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Coinbase, the biggest cryptocurrency exchange in the U.S., announced Tuesday that it's launching a Coinbase Index Fund.

The fund is aimed at giving investors broad exposure to all of the digital assets listed on Coinbase's regulated exchange, called GDAX, weighted by market capitalization. Coinbase said that whenever a new asset is added to GDAX, it will automatically be added to the index fund. Currently, Coinbase's GDAX tracks bitcoin, litecoin, ethereum and bitcoin cash.

"Index funds have changed the way that many people think about investing. By providing diversified exposure to a broad range of assets, index funds enable investors to track the performance of an entire asset class, rather than trying to pick winners," Coinbase said in a statement. "We're excited to give our customers the ability to invest in the potential of blockchain-based digital assets as a whole."

Coinbase said that investing in the index fund will only be available to accredited investors in the U.S. for now.

"We're working on launching more funds which are accessible to all investors and cover a broader range of digital assets," Coinbase added.

Coinbase was unable to comment further to TheStreet.

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Todd Kornfeld, attorney in the Financial Services Practice Group at Pepper Hamilton LLP, said index funds could be an attractive choice for investors looking for a more traditional investment vehicle. A lot of investors looking to gain cryptocurrency exposure might not feel comfortable with the security, custodies and nuances of digital wallets, but a holding in an index fund is more similar to traditional securities.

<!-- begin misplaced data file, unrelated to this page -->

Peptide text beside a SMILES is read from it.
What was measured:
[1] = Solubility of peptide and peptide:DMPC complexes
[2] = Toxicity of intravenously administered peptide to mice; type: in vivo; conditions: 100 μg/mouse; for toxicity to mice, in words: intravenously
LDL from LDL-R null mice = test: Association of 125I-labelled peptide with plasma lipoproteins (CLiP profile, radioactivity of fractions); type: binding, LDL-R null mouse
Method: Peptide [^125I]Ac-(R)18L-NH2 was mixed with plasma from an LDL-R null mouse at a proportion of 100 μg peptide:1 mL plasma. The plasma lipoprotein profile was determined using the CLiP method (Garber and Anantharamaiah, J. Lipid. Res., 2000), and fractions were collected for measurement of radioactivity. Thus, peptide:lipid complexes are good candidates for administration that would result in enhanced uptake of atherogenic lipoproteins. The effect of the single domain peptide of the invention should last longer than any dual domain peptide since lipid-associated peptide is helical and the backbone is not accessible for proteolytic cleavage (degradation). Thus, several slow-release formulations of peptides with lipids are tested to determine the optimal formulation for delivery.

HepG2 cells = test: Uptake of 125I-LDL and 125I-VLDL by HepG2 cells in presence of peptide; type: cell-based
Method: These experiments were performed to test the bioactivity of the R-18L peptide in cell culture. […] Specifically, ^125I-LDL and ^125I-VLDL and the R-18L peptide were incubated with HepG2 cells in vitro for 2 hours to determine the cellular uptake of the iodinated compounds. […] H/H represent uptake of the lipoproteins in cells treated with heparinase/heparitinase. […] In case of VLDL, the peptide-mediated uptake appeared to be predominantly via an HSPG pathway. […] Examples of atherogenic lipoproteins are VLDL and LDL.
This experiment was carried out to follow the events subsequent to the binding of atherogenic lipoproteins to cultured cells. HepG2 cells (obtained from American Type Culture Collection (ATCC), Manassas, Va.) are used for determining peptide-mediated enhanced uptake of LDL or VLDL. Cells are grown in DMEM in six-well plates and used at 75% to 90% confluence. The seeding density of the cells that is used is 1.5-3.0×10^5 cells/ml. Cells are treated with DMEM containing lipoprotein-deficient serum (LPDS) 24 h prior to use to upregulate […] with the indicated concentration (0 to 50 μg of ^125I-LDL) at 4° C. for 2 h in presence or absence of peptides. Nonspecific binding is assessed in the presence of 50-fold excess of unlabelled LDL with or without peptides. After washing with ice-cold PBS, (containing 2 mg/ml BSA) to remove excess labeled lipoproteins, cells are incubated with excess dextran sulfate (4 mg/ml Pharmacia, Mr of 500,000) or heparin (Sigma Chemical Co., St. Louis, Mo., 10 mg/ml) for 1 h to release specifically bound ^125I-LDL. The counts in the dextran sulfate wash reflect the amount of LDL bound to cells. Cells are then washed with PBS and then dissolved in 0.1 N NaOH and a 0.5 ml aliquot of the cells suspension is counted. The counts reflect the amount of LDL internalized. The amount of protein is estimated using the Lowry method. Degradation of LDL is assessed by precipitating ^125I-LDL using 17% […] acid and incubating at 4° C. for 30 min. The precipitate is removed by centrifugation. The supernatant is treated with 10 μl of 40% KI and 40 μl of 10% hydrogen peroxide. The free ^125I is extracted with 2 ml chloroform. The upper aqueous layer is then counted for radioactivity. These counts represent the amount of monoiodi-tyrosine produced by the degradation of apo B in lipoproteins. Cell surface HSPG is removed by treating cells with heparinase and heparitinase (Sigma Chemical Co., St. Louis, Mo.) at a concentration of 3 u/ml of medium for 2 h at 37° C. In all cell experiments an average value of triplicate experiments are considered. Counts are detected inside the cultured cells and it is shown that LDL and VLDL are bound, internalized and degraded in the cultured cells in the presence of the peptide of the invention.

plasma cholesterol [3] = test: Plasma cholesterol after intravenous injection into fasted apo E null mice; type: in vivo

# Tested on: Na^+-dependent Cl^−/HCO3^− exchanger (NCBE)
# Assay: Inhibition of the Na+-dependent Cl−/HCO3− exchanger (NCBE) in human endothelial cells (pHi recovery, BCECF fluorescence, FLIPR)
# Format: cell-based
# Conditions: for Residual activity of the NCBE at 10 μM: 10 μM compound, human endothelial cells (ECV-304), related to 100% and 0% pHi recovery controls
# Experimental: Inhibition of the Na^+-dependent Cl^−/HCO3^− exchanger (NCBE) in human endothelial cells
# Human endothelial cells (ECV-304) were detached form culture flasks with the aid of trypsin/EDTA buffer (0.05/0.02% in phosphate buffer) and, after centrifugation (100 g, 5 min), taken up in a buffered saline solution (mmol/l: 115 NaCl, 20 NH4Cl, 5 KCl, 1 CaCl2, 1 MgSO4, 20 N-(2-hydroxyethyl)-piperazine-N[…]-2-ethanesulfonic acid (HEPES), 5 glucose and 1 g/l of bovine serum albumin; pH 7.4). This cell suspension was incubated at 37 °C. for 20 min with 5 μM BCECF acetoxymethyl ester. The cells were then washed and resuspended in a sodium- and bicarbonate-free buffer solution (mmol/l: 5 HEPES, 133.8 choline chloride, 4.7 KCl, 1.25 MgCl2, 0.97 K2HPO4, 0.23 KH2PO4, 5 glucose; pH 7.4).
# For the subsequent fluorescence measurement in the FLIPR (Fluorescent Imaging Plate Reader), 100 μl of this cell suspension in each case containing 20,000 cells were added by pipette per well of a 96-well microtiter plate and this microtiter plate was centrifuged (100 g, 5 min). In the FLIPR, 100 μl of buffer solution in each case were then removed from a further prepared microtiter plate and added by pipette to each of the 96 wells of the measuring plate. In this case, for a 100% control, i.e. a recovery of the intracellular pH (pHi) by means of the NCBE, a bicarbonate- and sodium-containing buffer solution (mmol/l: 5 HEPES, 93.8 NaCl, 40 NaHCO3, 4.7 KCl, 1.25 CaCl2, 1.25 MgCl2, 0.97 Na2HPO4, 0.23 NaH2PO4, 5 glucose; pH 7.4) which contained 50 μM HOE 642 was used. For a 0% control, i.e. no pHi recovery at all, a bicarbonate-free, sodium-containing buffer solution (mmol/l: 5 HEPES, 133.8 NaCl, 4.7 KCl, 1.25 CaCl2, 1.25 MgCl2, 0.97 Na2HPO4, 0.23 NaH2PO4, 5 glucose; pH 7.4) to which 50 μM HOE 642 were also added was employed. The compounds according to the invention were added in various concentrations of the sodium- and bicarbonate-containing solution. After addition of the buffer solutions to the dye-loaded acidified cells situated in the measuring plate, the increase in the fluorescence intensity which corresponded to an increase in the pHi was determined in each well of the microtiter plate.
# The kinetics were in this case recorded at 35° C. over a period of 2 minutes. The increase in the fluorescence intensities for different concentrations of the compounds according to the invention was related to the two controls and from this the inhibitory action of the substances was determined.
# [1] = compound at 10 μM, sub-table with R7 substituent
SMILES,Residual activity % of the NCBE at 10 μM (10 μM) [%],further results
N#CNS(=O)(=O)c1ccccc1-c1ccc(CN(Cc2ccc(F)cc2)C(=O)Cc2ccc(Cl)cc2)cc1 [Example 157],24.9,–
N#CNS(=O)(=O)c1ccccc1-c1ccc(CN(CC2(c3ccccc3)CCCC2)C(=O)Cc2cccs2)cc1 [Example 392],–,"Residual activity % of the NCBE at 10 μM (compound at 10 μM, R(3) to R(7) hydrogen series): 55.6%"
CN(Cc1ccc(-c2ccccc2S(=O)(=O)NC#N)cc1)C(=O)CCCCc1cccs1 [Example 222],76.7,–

"There are a lot of mechanical and practical things you have to consider when you buy a cryptocurrency," Kornfeld said. Buying into an index fund could mitigate some of those new-age concerns, provided the issuer is compliant with regulations. 

Kornfeld noted that so long as the index fund issuer is following regulatory standards, their index fund makes the lives of smaller investors easier. Plus, an index fund allows those investors more exposure and breadth.

"That's why people like S&P index funds," Kornfeld explained. They allow a wide swath of exposure, allocating funds to a number of equities instead of piling into one single stock. The same could be said for a cryptocurrency index fund -- investors can gain exposure to numerous digital assets without being beholden to the price moves of a single coin or token.

Coinbase said on Tuesday it is also launching the Coinbase Index, which will serve as a benchmark for the performance of all assets listed on Coinbase.

According to the Coinbase site, it has facilitated more than $50 billion in digital currency exchanges in 32 countries for more than 10 million customers.

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